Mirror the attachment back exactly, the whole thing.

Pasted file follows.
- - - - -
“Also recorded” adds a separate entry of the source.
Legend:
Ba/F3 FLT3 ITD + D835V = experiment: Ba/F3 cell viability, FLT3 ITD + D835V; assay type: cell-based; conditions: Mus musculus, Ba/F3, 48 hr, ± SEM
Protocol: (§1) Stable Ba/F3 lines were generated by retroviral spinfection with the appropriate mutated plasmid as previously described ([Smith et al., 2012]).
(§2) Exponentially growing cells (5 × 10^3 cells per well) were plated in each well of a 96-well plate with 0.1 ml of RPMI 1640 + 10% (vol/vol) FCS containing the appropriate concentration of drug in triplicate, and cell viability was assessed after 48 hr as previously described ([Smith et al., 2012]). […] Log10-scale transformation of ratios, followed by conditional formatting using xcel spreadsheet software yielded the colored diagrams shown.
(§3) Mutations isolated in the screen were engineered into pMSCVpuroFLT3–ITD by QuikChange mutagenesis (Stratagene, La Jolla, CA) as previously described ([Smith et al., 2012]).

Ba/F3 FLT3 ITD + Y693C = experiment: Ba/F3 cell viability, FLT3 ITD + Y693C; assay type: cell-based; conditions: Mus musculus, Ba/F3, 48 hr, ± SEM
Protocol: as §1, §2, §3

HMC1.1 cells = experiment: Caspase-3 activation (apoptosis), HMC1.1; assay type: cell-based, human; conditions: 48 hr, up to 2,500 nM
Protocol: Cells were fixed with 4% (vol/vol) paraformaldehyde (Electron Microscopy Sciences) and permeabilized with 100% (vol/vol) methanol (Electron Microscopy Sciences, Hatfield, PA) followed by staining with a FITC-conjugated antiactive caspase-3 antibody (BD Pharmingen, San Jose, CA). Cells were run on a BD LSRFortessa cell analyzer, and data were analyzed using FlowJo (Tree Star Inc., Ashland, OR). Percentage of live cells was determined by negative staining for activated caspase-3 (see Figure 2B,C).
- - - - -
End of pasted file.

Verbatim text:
“Also recorded” adds a separate entry of the source.
Legend:
Ba/F3 FLT3 ITD + D835V = experiment: Ba/F3 cell viability, FLT3 ITD + D835V; assay type: cell-based; conditions: Mus musculus, Ba/F3, 48 hr, ± SEM
Protocol: (§1) Stable Ba/F3 lines were generated by retroviral spinfection with the appropriate mutated plasmid as previously described ([Smith et al., 2012]).
(§2) Exponentially growing cells (5 × 10^3 cells per well) were plated in each well of a 96-well plate with 0.1 ml of RPMI 1640 + 10% (vol/vol) FCS containing the appropriate concentration of drug in triplicate, and cell viability was assessed after 48 hr as previously described ([Smith et al., 2012]). […] Log10-scale transformation of ratios, followed by conditional formatting using xcel spreadsheet software yielded the colored diagrams shown.
(§3) Mutations isolated in the screen were engineered into pMSCVpuroFLT3–ITD by QuikChange mutagenesis (Stratagene, La Jolla, CA) as previously described ([Smith et al., 2012]).

Ba/F3 FLT3 ITD + Y693C = experiment: Ba/F3 cell viability, FLT3 ITD + Y693C; assay type: cell-based; conditions: Mus musculus, Ba/F3, 48 hr, ± SEM
Protocol: as §1, §2, §3

HMC1.1 cells = experiment: Caspase-3 activation (apoptosis), HMC1.1; assay type: cell-based, human; conditions: 48 hr, up to 2,500 nM
Protocol: Cells were fixed with 4% (vol/vol) paraformaldehyde (Electron Microscopy Sciences) and permeabilized with 100% (vol/vol) methanol (Electron Microscopy Sciences, Hatfield, PA) followed by staining with a FITC-conjugated antiactive caspase-3 antibody (BD Pharmingen, San Jose, CA). Cells were run on a BD LSRFortessa cell analyzer, and data were analyzed using FlowJo (Tree Star Inc., Ashland, OR). Percentage of live cells was determined by negative staining for activated caspase-3 (see Figure 2B,C).